The other day in Rachel’s special needs gymnastics class, I had a great discussion with one of the moms about discipline, specifically regarding tantrums.

Common sense says to intervene in a tantrum, especially if the child needs to be moved. Screaming in the living room? Go to your room if you want to cry. Screaming at bedtime? Shut the door and give consequences if the behavior continues. Refusing to go to school? Perhaps a swat or some other consequence. Screaming in a grocery store? More of the above…

But what about when an autistic child is having the tantrum? The other mom and I agreed that sometimes intervening only exacerbates the situation. In both of our cases, touching or trying to move our autistic child during a tantrum is asking for a back injury and a longer tantrum.

It was interesting that the next day featured one of THOSE kinds of mornings. Rachel didn’t want to get out of bed. Each time I went to her room and talked to her she snarled and fussed at me like the grouchy lioness I’d just seen at the circus. I kept trying, but Rachel kept getting more irritated.  She finally dashed into my closet and set up camp in there. And she had no intentions of leaving. Ever.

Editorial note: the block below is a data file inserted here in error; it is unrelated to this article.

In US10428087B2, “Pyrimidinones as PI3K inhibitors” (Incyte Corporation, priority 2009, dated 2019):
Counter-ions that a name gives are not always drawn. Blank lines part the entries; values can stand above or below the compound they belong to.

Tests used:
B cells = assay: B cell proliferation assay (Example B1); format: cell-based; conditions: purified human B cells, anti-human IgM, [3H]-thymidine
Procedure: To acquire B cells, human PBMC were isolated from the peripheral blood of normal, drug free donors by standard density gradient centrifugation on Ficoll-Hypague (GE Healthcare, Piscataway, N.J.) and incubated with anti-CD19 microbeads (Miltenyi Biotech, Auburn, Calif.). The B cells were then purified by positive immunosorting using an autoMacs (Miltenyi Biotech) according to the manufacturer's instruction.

Eldest and I tried and tried to get Rachel out of that closet, but she wasn’t budging. I called a neighbor to take eldest to school and then I thought about what to do next. I pray for wisdom all the time and at that moment I felt as though I should get my dishes done. I called Rachel’s teacher then tackled the kitchen sink. About half an hour later I heard Rachel cooing in her bed. I put on a smile and told her it was time for school. Would you believe she stood up, grabbed blankie and headed for the car? I stared after her. Was this the same child from earlier? It was as if she had switched personalities. And all of this happened AFTER I left her alone—i.e. without any nagging and intervention from moi.

We arrived at school an hour late, and Rachel walked in as if nothing had happened. Why? I have no idea.

I worry that I spoil her when I let her get those tantrums out of her system, but when I ignore her they end faster and she takes less time to recover. Plus, she is unable to communicate her needs. At times like this one I must take a step back and think about all the reasons Rachel may have issues. Maybe she was cold all night, but her sensory system had just now registered it. Maybe her throat hurt and she didn’t know how to handle it. Maybe those Ritz crackers she snuck the other day were just hitting her system and making her feel out of control. It could be anything and maybe in ten years she will be able to tell me why. But in the mean time I have learned that sometimes the best intervention is taking a step back and re-evaluating my next move.